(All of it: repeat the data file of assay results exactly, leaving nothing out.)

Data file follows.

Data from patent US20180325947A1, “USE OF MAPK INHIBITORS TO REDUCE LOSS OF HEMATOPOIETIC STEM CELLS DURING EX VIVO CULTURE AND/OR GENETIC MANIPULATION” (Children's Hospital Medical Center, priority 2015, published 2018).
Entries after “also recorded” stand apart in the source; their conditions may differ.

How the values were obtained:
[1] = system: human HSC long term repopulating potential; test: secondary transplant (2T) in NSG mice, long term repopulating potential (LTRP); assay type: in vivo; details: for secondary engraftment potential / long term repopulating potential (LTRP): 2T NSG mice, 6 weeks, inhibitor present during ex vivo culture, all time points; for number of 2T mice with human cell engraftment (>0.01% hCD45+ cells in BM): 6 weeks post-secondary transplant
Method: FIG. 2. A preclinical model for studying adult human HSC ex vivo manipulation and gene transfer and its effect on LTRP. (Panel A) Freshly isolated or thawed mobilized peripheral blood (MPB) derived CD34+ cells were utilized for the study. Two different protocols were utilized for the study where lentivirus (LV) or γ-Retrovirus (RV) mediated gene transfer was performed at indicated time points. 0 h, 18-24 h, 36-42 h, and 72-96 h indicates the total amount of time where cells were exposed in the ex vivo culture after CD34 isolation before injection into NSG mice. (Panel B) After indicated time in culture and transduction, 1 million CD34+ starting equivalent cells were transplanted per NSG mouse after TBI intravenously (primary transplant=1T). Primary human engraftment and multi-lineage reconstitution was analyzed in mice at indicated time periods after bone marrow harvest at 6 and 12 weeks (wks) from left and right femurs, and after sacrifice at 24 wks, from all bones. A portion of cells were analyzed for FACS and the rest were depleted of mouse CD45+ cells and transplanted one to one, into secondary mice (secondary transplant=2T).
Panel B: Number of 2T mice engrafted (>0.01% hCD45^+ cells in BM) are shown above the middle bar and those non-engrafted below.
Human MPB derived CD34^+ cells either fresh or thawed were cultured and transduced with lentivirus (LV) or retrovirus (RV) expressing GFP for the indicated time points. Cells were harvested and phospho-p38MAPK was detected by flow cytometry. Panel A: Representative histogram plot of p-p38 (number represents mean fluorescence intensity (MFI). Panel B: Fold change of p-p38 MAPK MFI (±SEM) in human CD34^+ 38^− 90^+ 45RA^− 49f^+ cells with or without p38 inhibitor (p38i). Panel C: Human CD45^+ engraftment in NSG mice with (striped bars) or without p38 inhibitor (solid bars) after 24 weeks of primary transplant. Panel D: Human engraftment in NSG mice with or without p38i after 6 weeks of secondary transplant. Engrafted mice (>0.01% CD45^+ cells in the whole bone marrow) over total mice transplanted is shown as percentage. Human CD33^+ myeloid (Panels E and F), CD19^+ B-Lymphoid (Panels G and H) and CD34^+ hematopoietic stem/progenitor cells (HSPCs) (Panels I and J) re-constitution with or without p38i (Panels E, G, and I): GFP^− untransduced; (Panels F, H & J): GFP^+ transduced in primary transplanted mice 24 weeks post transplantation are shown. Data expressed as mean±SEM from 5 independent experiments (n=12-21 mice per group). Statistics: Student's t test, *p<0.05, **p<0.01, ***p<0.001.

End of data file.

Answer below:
Data from patent US20180325947A1, “USE OF MAPK INHIBITORS TO REDUCE LOSS OF HEMATOPOIETIC STEM CELLS DURING EX VIVO CULTURE AND/OR GENETIC MANIPULATION” (Children's Hospital Medical Center, priority 2015, published 2018).
Entries after “also recorded” stand apart in the source; their conditions may differ.

How the values were obtained:
[1] = system: human HSC long term repopulating potential; test: secondary transplant (2T) in NSG mice, long term repopulating potential (LTRP); assay type: in vivo; details: for secondary engraftment potential / long term repopulating potential (LTRP): 2T NSG mice, 6 weeks, inhibitor present during ex vivo culture, all time points; for number of 2T mice with human cell engraftment (>0.01% hCD45+ cells in BM): 6 weeks post-secondary transplant
Method: FIG. 2. A preclinical model for studying adult human HSC ex vivo manipulation and gene transfer and its effect on LTRP. (Panel A) Freshly isolated or thawed mobilized peripheral blood (MPB) derived CD34+ cells were utilized for the study. Two different protocols were utilized for the study where lentivirus (LV) or γ-Retrovirus (RV) mediated gene transfer was performed at indicated time points. 0 h, 18-24 h, 36-42 h, and 72-96 h indicates the total amount of time where cells were exposed in the ex vivo culture after CD34 isolation before injection into NSG mice. (Panel B) After indicated time in culture and transduction, 1 million CD34+ starting equivalent cells were transplanted per NSG mouse after TBI intravenously (primary transplant=1T). Primary human engraftment and multi-lineage reconstitution was analyzed in mice at indicated time periods after bone marrow harvest at 6 and 12 weeks (wks) from left and right femurs, and after sacrifice at 24 wks, from all bones. A portion of cells were analyzed for FACS and the rest were depleted of mouse CD45+ cells and transplanted one to one, into secondary mice (secondary transplant=2T).
Panel B: Number of 2T mice engrafted (>0.01% hCD45^+ cells in BM) are shown above the middle bar and those non-engrafted below.
Human MPB derived CD34^+ cells either fresh or thawed were cultured and transduced with lentivirus (LV) or retrovirus (RV) expressing GFP for the indicated time points. Cells were harvested and phospho-p38MAPK was detected by flow cytometry. Panel A: Representative histogram plot of p-p38 (number represents mean fluorescence intensity (MFI). Panel B: Fold change of p-p38 MAPK MFI (±SEM) in human CD34^+ 38^− 90^+ 45RA^− 49f^+ cells with or without p38 inhibitor (p38i). Panel C: Human CD45^+ engraftment in NSG mice with (striped bars) or without p38 inhibitor (solid bars) after 24 weeks of primary transplant. Panel D: Human engraftment in NSG mice with or without p38i after 6 weeks of secondary transplant. Engrafted mice (>0.01% CD45^+ cells in the whole bone marrow) over total mice transplanted is shown as percentage. Human CD33^+ myeloid (Panels E and F), CD19^+ B-Lymphoid (Panels G and H) and CD34^+ hematopoietic stem/progenitor cells (HSPCs) (Panels I and J) re-constitution with or without p38i (Panels E, G, and I): GFP^− untransduced; (Panels F, H & J): GFP^+ transduced in primary transplanted mice 24 weeks post transplantation are shown. Data expressed as mean±SEM from 5 independent experiments (n=12-21 mice per group). Statistics: Student's t test, *p<0.05, **p<0.01, ***p<0.001.